@mlkluther & @EvolvingLutheran I am pleased that my recent posts have ‘pricked your curiosity’ enough that you would want to learn more of a worldview that you would undoubtedly NOT subscribe to. Judging from the content of both of your posts, you have already found the path that optimizes your chances of leading a productive, satisfying life. Scripture (Matt.7:16) says “by their fruits you shall know them”, but a skillful horticulturist will promise that a variety of good fruit can be produced by grafting to a healthy rootstock.
As a matter of background, when I came home from a high school biology class praising the value of a belief in evolution, my sainted mother replied: “Maybe YOU descended from a monkey, but I did not”. I dropped the subject, because, even if I made a convincing argument, it was unlikely to change her life for the better.
My worldview, which largely replaces Original Sin with Original Blessing, owes much to Pierre Teilhard de Chardin, but his earlier, more well-known works (Phenomenon of Man, Divine Millieu) were, to me at least, somewhat obscure–due, perhaps, to the translation from the French, or (more likely) to make it easier to deflect the expected criticism from the Vatican. His later, shorter works are clearer, but I still got a clearer understanding from various interpretations, the most recent of which “From Teilhard to Omega” Ilia Delio, Ed. which I highly recommend. (available on Amazon)
As a Cradle Catholic, educated K-8 in parochial school, I had minimal exposure to study of the Bible. In both classroom and the sermons in church I was fed a “sanitized version”, especially of the Old Testament. It wasn’t until I attended a (secular) high school, choosing a career in science where I was encouraged to think for myself, that I realized there was the possibility of conflict between (1) a belief in a literal Genesis and (2) a preference for the use of experimental facts to build scientific theories upon which a reliable worldview could be built. Relying on my own untrained exegetical methods, I could not reconcile the angry, vengeful God of the Old Testament (killing all the firstborn Egyptians and sending a Flood to wipe out most of humankind) with the God Jesus described as a Loving Father. I decided that it was better if I became a “Cafeteria Catholic”, choosing the passages from Scripture that fully supported the concepts of ‘love your neighbor as yourself’ and ‘be a good steward of the marvelous planet Earth’. And there is nothing in the evidence that supports evolution that would lead one to believe that the first humans occupied some sort of Eden where living was easy and everlasting. If our interpretation of Genesis was faulty on that score, and it wasn’t Adam’s disobedience and Fall that resulted in what we now see as a ‘broken world’, perhaps it was the opposite: Humankind was given the Gift of Mind/Conscience so they could Rise above the animal nature that ‘ordinary evolution’ decreed was in store for them. Refusal to take full advantage of this Gift was Original Sin.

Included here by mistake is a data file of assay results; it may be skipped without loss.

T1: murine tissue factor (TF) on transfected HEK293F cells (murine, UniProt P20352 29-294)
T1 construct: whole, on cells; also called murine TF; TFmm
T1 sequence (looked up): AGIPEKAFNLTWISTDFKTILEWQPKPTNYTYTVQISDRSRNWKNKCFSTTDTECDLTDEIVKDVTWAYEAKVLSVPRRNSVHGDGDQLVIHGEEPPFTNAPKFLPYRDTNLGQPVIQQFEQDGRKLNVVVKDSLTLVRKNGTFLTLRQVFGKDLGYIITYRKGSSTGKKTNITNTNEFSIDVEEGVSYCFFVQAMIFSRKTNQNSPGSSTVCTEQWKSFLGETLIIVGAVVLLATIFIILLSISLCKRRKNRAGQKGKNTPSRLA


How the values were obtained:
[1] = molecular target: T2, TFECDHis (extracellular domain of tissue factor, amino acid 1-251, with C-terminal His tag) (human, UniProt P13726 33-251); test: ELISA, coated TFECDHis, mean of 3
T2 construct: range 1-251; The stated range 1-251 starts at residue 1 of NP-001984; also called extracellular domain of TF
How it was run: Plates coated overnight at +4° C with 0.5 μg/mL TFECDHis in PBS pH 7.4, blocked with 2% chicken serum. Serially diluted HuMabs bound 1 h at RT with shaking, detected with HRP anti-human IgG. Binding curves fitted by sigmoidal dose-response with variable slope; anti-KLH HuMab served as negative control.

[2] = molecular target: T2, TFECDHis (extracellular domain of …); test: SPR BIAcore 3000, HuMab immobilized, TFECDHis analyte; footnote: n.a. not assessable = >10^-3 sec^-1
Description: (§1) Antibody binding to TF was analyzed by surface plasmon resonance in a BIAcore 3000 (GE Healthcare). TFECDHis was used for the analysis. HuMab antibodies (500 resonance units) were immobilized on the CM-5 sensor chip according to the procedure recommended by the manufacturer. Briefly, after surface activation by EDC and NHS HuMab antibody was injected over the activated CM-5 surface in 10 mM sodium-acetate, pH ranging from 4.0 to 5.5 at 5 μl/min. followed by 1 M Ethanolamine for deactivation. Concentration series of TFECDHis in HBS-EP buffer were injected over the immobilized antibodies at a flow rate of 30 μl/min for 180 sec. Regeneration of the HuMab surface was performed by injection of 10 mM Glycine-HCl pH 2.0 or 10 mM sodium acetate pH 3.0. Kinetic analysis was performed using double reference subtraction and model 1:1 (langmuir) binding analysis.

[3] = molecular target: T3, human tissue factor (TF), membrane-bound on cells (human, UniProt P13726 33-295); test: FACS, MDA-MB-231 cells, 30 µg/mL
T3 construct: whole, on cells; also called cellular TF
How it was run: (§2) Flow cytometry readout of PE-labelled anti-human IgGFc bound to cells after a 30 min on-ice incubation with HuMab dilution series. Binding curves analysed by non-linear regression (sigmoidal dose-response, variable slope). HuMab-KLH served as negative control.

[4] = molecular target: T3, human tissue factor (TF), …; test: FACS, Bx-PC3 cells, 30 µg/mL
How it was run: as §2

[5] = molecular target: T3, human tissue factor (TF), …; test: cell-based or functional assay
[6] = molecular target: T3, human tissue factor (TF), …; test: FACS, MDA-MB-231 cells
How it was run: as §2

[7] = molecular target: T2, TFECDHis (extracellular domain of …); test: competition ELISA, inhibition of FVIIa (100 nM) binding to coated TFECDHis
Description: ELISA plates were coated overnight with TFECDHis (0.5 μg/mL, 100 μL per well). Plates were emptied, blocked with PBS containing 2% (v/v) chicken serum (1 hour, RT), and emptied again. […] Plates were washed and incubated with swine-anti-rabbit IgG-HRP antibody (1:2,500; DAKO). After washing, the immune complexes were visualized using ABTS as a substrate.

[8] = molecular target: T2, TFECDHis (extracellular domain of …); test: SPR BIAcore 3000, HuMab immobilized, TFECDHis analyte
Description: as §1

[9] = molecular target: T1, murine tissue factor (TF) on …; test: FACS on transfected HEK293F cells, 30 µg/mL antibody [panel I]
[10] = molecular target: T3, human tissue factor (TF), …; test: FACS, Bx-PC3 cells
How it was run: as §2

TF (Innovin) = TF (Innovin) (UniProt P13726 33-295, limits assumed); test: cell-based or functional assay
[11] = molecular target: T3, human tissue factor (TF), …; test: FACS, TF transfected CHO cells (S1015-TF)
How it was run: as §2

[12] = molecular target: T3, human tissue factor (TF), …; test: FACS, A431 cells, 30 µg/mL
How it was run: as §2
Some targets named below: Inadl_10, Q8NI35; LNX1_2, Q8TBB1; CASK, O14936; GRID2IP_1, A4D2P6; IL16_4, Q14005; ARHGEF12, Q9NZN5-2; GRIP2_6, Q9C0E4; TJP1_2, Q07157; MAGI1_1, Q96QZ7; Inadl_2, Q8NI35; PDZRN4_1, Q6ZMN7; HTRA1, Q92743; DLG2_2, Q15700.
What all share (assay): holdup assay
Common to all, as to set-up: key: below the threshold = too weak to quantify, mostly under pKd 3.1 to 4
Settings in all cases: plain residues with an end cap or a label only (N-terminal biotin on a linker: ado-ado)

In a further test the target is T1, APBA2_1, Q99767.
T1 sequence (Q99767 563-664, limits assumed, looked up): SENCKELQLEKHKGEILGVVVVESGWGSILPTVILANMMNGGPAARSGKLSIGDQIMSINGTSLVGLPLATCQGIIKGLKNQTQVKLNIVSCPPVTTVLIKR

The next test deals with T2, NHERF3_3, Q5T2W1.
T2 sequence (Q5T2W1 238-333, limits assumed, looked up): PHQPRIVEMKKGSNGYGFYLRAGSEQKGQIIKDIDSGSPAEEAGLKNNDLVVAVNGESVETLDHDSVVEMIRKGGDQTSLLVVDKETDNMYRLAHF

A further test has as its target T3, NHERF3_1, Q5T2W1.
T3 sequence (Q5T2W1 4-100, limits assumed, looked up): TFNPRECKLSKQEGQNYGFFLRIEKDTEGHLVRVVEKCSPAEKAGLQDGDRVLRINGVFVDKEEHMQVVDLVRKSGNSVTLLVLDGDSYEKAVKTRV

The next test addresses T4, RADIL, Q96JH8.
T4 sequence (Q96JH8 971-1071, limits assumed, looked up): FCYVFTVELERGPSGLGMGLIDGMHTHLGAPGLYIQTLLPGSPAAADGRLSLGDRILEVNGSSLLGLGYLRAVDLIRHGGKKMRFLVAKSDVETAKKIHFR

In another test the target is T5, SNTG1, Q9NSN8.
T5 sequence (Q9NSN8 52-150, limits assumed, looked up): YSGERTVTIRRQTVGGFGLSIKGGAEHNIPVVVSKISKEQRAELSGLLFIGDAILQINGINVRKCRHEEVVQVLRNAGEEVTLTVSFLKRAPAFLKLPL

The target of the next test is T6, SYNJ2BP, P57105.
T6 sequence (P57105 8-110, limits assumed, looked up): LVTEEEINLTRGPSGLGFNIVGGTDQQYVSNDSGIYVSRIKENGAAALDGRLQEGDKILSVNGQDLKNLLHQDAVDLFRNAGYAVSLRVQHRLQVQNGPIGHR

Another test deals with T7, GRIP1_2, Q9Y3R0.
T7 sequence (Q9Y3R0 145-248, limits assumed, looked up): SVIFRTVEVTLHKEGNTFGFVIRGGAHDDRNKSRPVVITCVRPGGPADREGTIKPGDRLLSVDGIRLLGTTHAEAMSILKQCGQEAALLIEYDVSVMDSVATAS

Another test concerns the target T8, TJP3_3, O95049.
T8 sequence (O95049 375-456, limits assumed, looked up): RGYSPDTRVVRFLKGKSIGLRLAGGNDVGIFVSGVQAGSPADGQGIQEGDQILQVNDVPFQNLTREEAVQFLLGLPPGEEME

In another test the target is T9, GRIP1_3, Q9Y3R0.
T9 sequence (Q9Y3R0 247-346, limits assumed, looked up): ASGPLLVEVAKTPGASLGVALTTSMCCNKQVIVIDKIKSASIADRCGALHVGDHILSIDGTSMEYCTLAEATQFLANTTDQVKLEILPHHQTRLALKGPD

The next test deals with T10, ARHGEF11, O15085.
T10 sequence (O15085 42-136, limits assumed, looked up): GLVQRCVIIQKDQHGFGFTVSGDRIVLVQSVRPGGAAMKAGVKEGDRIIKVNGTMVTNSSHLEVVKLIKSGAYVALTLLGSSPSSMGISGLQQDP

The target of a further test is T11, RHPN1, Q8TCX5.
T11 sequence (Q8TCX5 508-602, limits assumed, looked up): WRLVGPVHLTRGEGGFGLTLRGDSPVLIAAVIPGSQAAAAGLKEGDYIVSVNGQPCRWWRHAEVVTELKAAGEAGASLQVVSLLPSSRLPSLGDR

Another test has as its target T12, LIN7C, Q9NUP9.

Taking this ‘Cafeteria’ approach to the construction of my worldview, I realize I am open to the charge of heresy: that “I am making God in my Image”, rather than the phrase in Genesis that “God made humans in His Image”. Shouldn’t I fear that this is an example of overweening Pride on my part? Perhaps. But I believe that my Creator entered into a few experiences of my personal life (twice in World War II, and at least once since then) with messages as clear as any sent to the prophets of the Old Testament–albeit with personal, rather than world wide, importance. Pretty weird, huh? Especially coming from someone who has spent the last 70 yrs. as a practicing scientist.
None of this should make good sense to most Christians–certainly not to those with Lutheran or Calvanist backgrounds. Nevertheless, there is one point I would like to get across: Don’t think that God spoke directly only to the ancient prophets and no longer does so to humans in this modern age. He may send messages in a very subtle manner that can be lost in the distractions in modern society–definitely not on Facebook or Twitter.